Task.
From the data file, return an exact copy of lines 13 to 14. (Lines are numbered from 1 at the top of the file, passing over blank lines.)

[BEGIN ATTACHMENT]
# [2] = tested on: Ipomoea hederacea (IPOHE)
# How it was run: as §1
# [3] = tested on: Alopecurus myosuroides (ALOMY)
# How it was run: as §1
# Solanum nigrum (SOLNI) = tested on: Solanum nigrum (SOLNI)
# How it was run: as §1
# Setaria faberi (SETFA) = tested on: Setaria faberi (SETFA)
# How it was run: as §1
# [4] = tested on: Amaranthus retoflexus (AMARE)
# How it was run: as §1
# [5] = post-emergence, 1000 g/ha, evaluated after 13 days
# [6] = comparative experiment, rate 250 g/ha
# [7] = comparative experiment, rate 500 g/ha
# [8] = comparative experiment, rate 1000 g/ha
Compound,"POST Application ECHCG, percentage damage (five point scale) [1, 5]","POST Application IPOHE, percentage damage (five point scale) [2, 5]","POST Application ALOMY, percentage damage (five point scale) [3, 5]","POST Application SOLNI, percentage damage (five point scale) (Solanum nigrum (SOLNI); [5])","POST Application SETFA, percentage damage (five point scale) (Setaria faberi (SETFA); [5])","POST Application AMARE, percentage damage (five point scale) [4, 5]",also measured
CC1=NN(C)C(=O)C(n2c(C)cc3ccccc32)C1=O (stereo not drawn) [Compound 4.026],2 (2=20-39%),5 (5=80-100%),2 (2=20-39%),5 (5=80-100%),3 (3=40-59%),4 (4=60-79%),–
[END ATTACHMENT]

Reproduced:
# [7] = comparative experiment, rate 500 g/ha
# [8] = comparative experiment, rate 1000 g/ha